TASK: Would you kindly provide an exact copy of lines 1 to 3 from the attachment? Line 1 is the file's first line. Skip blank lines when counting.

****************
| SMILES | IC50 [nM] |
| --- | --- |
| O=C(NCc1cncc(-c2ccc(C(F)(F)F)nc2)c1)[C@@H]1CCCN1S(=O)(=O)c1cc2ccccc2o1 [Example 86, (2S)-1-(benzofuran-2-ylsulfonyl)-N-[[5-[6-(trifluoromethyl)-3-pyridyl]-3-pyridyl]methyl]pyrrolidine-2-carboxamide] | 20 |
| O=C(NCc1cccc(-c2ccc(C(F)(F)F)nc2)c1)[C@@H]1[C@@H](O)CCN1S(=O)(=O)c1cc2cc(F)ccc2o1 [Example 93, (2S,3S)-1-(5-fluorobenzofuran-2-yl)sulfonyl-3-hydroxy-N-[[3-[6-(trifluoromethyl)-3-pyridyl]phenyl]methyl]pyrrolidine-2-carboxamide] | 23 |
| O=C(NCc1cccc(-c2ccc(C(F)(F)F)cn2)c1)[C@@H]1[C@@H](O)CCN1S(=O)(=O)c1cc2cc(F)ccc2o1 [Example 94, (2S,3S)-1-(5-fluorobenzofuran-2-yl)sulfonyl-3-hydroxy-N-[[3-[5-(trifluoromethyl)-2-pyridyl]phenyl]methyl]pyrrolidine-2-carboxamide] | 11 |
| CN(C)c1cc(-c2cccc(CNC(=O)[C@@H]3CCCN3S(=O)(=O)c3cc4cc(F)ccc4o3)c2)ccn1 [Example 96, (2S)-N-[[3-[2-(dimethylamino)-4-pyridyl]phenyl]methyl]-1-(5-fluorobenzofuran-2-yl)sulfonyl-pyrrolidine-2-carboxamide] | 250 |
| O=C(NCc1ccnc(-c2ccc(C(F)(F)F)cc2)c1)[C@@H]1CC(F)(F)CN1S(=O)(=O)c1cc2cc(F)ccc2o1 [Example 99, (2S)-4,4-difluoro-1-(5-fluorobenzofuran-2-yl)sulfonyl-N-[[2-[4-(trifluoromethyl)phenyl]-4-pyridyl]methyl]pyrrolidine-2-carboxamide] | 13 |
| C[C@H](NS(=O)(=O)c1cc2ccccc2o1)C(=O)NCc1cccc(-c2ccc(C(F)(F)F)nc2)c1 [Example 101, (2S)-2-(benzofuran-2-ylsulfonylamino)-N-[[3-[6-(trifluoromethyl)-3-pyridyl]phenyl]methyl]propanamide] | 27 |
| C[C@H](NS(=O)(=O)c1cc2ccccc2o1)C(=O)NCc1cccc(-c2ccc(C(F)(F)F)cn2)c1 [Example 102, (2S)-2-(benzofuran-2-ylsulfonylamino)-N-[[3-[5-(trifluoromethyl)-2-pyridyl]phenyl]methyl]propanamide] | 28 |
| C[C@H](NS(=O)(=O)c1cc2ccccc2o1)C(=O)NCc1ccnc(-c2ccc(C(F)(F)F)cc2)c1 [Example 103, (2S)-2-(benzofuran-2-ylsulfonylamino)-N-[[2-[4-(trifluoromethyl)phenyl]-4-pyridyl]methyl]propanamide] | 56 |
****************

| SMILES | IC50 [nM] |
| --- | --- |
| O=C(NCc1cncc(-c2ccc(C(F)(F)F)nc2)c1)[C@@H]1CCCN1S(=O)(=O)c1cc2ccccc2o1 [Example 86, (2S)-1-(benzofuran-2-ylsulfonyl)-N-[[5-[6-(trifluoromethyl)-3-pyridyl]-3-pyridyl]methyl]pyrrolidine-2-carboxamide] | 20 |